From some, he got training opportunities for his officers both inside and outside Uganda; in others he got motorised equipment like motorcycles, cars and helicopters. He also partnered with countries like China and Iran to open up a tailoring factory and hospital for the police.

With support from these countries and government support mainly during the election period, police was able to accumulate a fleet of more than 4,000 motor vehicles, 3,000 functioning motorcycles and three helicopters, with two more on the way.

However, due to the increase in the number of police officers and absence of a commensurate increase in the budget, corruption became rampant in the police force.

Only those with money would be listened to and their cases handled. Extortion and mismanagement of case files became the order of the day, prompting Kayihura to establish the Professional Standards Unit (PSU) to handle the errant officers.

Kayihura made PSU autonomous and placed it under a Senior Commissioner of Police reporting directly to the Inspector General of Police.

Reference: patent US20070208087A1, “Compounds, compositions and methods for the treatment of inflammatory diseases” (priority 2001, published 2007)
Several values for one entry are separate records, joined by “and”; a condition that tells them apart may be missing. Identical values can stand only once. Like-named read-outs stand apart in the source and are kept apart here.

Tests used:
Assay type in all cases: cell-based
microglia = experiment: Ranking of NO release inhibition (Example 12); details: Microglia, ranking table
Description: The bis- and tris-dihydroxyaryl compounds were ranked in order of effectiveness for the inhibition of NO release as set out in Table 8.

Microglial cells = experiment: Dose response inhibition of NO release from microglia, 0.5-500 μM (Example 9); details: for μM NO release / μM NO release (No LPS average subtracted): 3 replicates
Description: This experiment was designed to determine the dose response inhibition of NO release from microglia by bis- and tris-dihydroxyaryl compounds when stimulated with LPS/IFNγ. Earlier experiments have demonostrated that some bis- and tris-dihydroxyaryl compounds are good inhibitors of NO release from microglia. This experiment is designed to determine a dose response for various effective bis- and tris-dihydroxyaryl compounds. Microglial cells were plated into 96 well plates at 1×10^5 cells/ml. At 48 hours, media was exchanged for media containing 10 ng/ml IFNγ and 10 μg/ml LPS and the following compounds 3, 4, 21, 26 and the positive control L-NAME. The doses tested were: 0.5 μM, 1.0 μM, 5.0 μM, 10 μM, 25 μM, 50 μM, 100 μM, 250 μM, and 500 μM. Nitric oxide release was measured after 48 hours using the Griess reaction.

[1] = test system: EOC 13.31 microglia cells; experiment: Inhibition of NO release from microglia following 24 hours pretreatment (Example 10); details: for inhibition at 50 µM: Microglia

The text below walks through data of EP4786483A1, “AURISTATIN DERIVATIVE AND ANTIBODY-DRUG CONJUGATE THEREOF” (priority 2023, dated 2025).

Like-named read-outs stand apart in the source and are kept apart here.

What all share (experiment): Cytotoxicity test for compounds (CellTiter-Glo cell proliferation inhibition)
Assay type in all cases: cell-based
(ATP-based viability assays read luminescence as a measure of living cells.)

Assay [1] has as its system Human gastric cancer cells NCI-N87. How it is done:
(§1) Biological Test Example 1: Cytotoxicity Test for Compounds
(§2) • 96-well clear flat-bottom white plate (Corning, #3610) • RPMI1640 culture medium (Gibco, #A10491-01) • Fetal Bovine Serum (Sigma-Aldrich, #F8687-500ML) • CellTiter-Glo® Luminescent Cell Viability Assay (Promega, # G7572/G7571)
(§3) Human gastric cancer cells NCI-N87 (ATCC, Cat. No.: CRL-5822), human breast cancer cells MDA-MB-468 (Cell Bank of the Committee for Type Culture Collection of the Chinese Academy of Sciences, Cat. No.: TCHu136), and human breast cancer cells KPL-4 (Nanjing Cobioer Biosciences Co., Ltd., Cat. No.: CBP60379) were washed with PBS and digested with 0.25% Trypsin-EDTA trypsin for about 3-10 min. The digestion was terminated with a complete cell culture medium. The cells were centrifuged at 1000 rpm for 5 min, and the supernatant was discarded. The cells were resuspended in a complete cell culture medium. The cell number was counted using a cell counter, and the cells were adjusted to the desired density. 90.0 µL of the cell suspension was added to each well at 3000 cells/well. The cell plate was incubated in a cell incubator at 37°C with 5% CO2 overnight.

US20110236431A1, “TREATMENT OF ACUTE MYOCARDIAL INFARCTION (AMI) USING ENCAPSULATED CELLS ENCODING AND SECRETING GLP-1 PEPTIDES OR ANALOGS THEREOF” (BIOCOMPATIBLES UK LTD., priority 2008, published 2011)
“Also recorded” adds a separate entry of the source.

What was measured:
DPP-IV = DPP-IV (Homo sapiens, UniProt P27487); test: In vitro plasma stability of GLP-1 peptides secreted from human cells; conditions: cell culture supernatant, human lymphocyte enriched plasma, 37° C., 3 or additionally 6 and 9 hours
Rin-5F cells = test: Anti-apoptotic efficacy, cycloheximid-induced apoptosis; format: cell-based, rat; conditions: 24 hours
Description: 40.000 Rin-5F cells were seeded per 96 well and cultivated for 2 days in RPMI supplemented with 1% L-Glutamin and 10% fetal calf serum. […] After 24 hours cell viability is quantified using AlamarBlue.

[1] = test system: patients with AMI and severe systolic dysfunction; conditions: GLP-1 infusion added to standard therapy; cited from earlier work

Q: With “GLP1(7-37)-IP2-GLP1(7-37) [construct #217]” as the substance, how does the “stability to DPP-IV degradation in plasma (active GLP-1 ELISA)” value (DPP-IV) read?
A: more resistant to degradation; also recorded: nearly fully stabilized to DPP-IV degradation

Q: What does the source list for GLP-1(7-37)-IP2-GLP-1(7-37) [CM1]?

Community policing

He also embarked on a community policing model after trying out the Egyptian policing model, which emphasized visibility with limited success. Kayihura began campaigning for the community policing model where every citizen was responsible for the security around them and their neighbours.

With the community policing model Kayihura introduced Crime preventers where they would pick volunteers from the public and train them to help the force to police their communities. A brilliant policing idea, it didn’t yield the required results because of poor implementation.

Instead of complimenting police work, some of the crime preventers actively took on police work to win favours from the IGP. Some of the crime preventers also got involved in criminal activities. In the long run, the idea of crime preventers became unsustainable as many of them came expecting to earn big.

Groups such as Kiboko Squad, a paramilitary group using sticks to disperse opposition demonstrations are offshoots of crime preventers.

A part from giving them contracts to supply food, there wasn’t much police could offer them.